And so it was on to Round Two. The aforementioned horses and riders all had their fair chance to force a jumpoff with Brash. But the USA’s Ward lost rhythm on the way to the final oxer and HH Azur couldn’t find her way across it. Canadian hero Millar faulted at a massive double combination that rode from a bright white wall of plank verticals. And Veniss, who this weekend showed just how bright of a star he is for Brazilian show jumping, guided Quabri de Lisle around clear, but racked up a time fault. 2013 CP Million winner Pieter Devos of Belgium also jumped clear in round two with Dylano, but also on a time fault. Devos would finish 2nd, and Veniss 3rd. Spooner had just one down to finish 4th, and Ward was 5th.

Devos and Dylano jumping to a clear Round One

“Just behind Scott, it’s not a shame I think,” Devos said. “I came out of the ring with one time fault and then there were a few people who were telling me ok, you have to go for the jumpoff [with Veniss], but really inside I knew it wouldn’t come to a jumpoff because Scott still had to go.”

With Devos leading on a time fault, by the time Brash and Hello Sanctos came back for Round Two as the final pair of the day, their job was crystal clear: jump 11 fences without fault and Brash would be several hundred thousand Euros richer.

It was, again, one of those moments in sport when anything could have happened. After all, in show jumping (for most of us mere mortals), you lose more days than you win. A low hanging hoof or a misjudged distance, and all would be lost.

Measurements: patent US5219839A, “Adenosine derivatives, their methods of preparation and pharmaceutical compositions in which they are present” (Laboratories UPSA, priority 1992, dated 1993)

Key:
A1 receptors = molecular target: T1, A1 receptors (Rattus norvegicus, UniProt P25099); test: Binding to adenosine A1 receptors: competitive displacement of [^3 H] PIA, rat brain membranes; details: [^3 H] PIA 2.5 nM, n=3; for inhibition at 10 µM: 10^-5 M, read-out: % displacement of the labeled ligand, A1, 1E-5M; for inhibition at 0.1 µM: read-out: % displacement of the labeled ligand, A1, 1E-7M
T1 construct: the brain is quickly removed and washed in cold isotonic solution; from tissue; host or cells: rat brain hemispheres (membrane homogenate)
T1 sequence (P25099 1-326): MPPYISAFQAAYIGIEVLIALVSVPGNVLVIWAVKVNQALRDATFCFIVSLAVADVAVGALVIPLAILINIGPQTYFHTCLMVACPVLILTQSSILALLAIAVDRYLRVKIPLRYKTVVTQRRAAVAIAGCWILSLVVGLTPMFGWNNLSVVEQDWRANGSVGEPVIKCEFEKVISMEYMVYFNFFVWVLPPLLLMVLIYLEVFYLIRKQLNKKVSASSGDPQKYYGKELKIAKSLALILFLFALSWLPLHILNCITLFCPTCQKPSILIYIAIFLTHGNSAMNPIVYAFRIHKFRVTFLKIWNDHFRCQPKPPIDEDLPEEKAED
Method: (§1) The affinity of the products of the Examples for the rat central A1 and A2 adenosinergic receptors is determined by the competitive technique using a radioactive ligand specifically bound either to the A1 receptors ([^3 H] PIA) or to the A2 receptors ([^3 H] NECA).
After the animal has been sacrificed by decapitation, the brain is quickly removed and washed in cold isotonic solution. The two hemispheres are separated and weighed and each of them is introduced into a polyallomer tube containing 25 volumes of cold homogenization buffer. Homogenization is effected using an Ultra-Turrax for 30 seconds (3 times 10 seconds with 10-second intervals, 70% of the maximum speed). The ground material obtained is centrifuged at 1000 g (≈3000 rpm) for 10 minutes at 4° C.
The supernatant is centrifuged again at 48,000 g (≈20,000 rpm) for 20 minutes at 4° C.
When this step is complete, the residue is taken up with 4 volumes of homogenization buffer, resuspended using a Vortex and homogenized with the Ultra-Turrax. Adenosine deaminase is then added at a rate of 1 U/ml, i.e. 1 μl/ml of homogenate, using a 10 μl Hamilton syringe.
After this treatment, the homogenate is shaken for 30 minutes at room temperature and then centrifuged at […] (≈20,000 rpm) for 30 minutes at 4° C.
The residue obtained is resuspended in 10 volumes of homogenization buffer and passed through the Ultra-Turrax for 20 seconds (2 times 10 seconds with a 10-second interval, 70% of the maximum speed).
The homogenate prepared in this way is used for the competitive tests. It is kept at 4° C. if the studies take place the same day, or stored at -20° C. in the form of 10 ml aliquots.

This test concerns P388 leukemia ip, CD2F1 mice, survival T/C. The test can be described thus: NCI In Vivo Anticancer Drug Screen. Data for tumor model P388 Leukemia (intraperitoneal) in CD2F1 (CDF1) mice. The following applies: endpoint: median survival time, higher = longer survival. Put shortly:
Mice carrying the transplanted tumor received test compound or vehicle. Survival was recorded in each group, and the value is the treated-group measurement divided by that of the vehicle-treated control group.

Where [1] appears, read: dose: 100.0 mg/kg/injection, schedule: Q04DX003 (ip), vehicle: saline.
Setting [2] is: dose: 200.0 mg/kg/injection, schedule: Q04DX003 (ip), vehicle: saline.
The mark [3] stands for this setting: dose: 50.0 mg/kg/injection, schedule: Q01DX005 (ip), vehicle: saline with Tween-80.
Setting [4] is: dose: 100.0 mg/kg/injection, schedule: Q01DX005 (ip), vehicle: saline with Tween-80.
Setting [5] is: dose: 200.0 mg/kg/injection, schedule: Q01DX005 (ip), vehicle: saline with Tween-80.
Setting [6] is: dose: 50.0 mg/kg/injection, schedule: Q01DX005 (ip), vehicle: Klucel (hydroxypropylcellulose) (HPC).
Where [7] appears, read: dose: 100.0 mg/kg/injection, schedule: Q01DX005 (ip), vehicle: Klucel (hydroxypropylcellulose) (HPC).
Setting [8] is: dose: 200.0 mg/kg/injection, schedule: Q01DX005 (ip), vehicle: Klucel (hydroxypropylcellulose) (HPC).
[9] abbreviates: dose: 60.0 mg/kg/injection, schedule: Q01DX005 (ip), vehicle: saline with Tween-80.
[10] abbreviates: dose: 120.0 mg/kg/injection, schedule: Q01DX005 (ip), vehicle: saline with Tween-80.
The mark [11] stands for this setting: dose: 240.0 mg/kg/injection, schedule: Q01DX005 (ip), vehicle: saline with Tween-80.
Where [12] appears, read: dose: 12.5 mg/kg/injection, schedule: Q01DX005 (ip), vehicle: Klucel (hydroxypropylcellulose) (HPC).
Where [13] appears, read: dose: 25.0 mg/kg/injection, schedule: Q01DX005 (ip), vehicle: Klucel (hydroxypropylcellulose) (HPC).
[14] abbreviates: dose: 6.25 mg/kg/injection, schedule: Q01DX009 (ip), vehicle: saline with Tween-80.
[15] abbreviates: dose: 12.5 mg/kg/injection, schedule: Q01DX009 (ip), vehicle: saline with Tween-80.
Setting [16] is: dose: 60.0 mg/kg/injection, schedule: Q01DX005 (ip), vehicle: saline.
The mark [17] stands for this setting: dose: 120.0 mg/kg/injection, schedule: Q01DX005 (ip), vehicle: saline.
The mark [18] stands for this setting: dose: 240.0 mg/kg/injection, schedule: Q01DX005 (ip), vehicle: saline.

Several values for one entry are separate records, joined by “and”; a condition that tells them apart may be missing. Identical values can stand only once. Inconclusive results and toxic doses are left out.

But then Brash rode into the middle of the arena and paused. He saluted, looked around, and let himself smile a little. It was easy to tell that he was still as relaxed as he’d been that morning. And right then it became as sure a bet as any that he knew his horse was about to jump 11 fences clear.

There were perhaps a few seconds when our hearts leapt into our throats; a double of liverpool verticals preceded the final fence, and Sanctos chipped in to the first one and proceeded to crawl over A and then B in agonizingly slow motion. But as the audience began to scream he cleared them both, and raced on home over that final oxer and straight into history.

“It’s incredible that we met each other, and that I’ve been given such an opportunity to ride this amazing horse by incredible owners. I’m sure he’ll be with us for the rest of his life.”

“I’m absolutely thrilled to be working with such a horse as Sanctos,” Brash added. “It’s incredible that we met each other, and that I’ve been given such an opportunity to ride this amazing horse by incredible owners. We’re going to try our best to look after him, and have him for as long as we can. I’m sure he’ll be with us for the rest of his life.”

In becoming the first rider to win the Rolex Grand Slam trio of CSI5* grand prixs at Geneva, Switzerland, Aachen, Germany and Calgary, Canada, Brash earned 1 million Euros in bonus money. That, on top of his 1st place CP International prize check of $500,000 makes the $1.6 million he won today the highest pay day, ever, in the sport of show jumping.

Oh and one last thing. Brash confirmed that he and his team plan to gun for the Rolex Grand Slam all over again.

“We were told it was impossible,” Brash said of the Grand Slam. “But I must say, Sanctos feels better than ever. We’ve got high hopes for next year!”

See the complete results list of the $1.5 Million CP International Grand Prix presented by Rolex at this link.